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Florida Construction Liens

by | May 7, 2024 | Firm News |

Florida has a statutory framework that governs construction liens in Florida.  The lien law is designed to protect both the homeowner and the contractor.  The specific statutory chapter is Chapter 713 of the Florida Statutes. All of Florida Statutes can be viewed online at http://www.leg.state.fl.us/Statutes/.

Pursuant to section 713.05 of the Florida statutes a contractor in privity with the owner has a right to lien the property to get paid.  To become effective, a contractor, who is in privity with the homeowner, must record a lien within 90 days of the date that they last did work.  If the contractor fails to record the lien within the 90-day period, any lien recorded can be invalidated by a court.

Contractors who are not in privity with the owner have the right to lien the property under Section 713.06 of the Florida Statutes.  If the contractor is not in privity with the property owner, the contractor must send a notice to owner to the homeowner within 45 days of the date that the contractor starts work.  The notice to owner is designed to notify the property owner that the contractor is doing work on the property.  When a property owner makes payment for work done, it is the obligation of the property owner to make sure that all contractors are paid who give the appropriate notice.  For example, if a property owner receives a notice to owner from a person, who is working under a general contractor, such as the supplier of cabinets or materials, the property owner must make sure that the contractor provides a lien release from the supplier of cabinets or materials that provided the notice.  If the property owner fails to make sure that the subcontractor providing the notice has been paid, the property owner could pay twice for the same work.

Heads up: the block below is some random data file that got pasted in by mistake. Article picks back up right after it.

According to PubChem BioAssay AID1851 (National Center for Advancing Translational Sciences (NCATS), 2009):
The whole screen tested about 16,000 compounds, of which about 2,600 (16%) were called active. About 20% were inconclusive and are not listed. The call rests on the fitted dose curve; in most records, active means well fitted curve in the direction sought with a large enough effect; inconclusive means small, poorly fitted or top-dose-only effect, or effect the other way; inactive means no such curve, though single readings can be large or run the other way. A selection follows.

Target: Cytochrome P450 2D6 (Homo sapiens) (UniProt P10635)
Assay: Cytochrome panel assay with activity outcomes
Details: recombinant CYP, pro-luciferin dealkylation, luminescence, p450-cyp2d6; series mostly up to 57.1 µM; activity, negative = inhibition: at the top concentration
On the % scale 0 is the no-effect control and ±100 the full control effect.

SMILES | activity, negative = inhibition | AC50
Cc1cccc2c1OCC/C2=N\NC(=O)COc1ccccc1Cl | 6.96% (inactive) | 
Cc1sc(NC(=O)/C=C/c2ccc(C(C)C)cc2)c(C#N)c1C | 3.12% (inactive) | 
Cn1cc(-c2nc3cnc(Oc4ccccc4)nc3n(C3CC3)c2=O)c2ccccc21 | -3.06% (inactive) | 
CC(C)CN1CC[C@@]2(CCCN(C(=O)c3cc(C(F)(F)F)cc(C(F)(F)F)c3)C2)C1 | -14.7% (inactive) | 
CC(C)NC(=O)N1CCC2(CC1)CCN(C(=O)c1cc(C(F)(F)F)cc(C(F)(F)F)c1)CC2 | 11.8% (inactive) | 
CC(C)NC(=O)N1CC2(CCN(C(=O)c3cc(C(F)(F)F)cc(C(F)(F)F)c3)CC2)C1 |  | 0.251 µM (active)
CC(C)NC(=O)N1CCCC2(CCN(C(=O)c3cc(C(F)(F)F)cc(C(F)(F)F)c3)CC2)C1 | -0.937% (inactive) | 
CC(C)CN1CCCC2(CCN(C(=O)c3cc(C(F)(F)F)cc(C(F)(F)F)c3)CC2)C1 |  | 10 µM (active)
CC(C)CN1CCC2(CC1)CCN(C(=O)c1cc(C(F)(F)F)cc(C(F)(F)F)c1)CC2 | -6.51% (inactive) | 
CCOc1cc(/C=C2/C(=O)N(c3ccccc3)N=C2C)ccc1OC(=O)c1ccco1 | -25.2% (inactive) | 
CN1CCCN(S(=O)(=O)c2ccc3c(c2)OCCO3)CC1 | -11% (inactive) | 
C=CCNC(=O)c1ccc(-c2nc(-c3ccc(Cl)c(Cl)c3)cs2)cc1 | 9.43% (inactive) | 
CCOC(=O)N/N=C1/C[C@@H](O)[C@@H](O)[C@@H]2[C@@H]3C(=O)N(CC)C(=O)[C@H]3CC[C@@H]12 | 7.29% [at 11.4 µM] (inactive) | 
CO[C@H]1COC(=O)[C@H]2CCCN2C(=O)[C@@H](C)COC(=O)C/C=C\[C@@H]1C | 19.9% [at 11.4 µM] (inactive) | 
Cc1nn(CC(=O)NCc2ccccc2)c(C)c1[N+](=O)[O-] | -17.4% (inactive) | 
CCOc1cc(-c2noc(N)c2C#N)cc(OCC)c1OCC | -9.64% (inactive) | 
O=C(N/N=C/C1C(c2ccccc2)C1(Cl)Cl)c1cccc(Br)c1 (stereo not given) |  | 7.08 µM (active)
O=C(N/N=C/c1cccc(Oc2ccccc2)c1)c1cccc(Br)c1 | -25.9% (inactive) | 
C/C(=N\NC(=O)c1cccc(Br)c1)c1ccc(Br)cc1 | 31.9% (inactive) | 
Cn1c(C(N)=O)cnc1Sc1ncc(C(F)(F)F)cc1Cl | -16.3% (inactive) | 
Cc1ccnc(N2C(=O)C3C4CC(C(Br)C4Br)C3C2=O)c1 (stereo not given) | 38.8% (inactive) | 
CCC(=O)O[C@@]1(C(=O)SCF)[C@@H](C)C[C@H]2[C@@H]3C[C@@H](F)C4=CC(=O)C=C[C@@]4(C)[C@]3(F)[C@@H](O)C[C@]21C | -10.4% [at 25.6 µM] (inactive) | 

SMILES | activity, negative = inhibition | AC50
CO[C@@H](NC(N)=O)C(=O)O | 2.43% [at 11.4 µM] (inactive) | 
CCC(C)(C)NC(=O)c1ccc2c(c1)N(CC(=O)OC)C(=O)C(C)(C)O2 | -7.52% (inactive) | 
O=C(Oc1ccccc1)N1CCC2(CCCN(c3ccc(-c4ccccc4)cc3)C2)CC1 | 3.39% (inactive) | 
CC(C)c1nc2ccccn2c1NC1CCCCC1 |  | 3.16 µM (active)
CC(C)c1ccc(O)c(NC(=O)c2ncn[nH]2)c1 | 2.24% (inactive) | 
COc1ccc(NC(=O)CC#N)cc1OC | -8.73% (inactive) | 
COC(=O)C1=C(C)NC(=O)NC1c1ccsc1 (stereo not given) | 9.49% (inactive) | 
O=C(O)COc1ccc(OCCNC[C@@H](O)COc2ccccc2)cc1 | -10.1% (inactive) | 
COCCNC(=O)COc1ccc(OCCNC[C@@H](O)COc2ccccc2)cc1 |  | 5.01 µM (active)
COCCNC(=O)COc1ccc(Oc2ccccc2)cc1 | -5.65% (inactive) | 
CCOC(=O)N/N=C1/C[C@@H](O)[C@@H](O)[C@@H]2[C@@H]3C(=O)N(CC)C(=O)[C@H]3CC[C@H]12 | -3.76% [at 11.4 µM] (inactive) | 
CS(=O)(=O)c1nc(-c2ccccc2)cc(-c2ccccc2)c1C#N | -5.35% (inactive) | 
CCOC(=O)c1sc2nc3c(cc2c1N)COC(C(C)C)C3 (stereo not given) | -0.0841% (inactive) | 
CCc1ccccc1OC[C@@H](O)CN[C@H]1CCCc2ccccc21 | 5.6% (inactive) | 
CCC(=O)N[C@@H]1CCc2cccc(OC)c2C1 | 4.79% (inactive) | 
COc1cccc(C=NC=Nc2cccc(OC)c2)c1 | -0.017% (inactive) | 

At the end of the job, the property owner should seek what is known as a contractor’s affidavit from the general contractor.  The contractor’s affidavit must list all the subcontractors and materialmen that worked on the job that have not been paid.  It is the owner’s responsibility to make sure that, if he received a notice to owner, that he receives a lien release before making final payment.  This is true even If the subcontractor who provided the notice to owner is not listed on the contractor’s affidavit. The owner is also entitled to make payment directly to any of the subcontractors listed on the contractor’s affidavit.

The general contractor must provide an accurate and truthful contractor’s affidavit.   Should a general contractor fail to list an unpaid subcontractor or materialmen, under some circumstances, it can be considered a felony under Florida law. Section 713.35 of the Florida Statutes. Thus, the property owner is entitled to rely on the contractor’s affidavit, unless the property owner has received a notice to owner.

Chapter 713 of the Florida Statutes is constantly changing.  Generally, the legislature makes changes in July of each year and the changes become effective that same year.  It is important to be aware of Chapter 713 and its pitfalls and issues, when doing any construction or remodeling in Florida.